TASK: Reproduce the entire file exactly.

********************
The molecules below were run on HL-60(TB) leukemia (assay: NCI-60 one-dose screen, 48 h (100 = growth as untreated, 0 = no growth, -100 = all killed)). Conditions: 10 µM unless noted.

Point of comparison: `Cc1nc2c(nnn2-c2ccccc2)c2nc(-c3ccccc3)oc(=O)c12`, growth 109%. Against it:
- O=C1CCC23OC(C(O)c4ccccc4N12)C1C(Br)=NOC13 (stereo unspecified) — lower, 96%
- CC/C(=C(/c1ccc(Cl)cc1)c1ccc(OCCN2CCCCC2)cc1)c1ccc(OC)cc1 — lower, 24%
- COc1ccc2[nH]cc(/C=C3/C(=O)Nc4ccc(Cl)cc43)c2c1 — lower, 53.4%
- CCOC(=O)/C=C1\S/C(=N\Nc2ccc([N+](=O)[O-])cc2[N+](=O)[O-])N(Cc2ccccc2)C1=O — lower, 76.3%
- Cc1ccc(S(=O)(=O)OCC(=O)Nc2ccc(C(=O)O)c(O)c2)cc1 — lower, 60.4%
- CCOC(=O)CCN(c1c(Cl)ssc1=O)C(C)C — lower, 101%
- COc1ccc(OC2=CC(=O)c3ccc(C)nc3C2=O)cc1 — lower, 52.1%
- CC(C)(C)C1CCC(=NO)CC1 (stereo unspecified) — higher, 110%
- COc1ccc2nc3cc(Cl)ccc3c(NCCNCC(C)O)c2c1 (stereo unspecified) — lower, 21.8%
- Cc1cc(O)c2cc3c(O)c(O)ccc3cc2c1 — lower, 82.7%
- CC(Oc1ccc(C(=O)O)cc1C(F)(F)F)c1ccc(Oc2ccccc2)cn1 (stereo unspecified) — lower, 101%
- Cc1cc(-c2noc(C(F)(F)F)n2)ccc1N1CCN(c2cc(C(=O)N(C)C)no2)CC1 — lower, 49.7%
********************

The molecules below were run on HL-60(TB) leukemia (assay: NCI-60 one-dose screen, 48 h (100 = growth as untreated, 0 = no growth, -100 = all killed)). Conditions: 10 µM unless noted.

Point of comparison: `Cc1nc2c(nnn2-c2ccccc2)c2nc(-c3ccccc3)oc(=O)c12`, growth 109%. Against it:
- O=C1CCC23OC(C(O)c4ccccc4N12)C1C(Br)=NOC13 (stereo unspecified) — lower, 96%
- CC/C(=C(/c1ccc(Cl)cc1)c1ccc(OCCN2CCCCC2)cc1)c1ccc(OC)cc1 — lower, 24%
- COc1ccc2[nH]cc(/C=C3/C(=O)Nc4ccc(Cl)cc43)c2c1 — lower, 53.4%
- CCOC(=O)/C=C1\S/C(=N\Nc2ccc([N+](=O)[O-])cc2[N+](=O)[O-])N(Cc2ccccc2)C1=O — lower, 76.3%
- Cc1ccc(S(=O)(=O)OCC(=O)Nc2ccc(C(=O)O)c(O)c2)cc1 — lower, 60.4%
- CCOC(=O)CCN(c1c(Cl)ssc1=O)C(C)C — lower, 101%
- COc1ccc(OC2=CC(=O)c3ccc(C)nc3C2=O)cc1 — lower, 52.1%
- CC(C)(C)C1CCC(=NO)CC1 (stereo unspecified) — higher, 110%
- COc1ccc2nc3cc(Cl)ccc3c(NCCNCC(C)O)c2c1 (stereo unspecified) — lower, 21.8%
- Cc1cc(O)c2cc3c(O)c(O)ccc3cc2c1 — lower, 82.7%
- CC(Oc1ccc(C(=O)O)cc1C(F)(F)F)c1ccc(Oc2ccccc2)cn1 (stereo unspecified) — lower, 101%
- Cc1cc(-c2noc(C(F)(F)F)n2)ccc1N1CCN(c2cc(C(=O)N(C)C)no2)CC1 — lower, 49.7%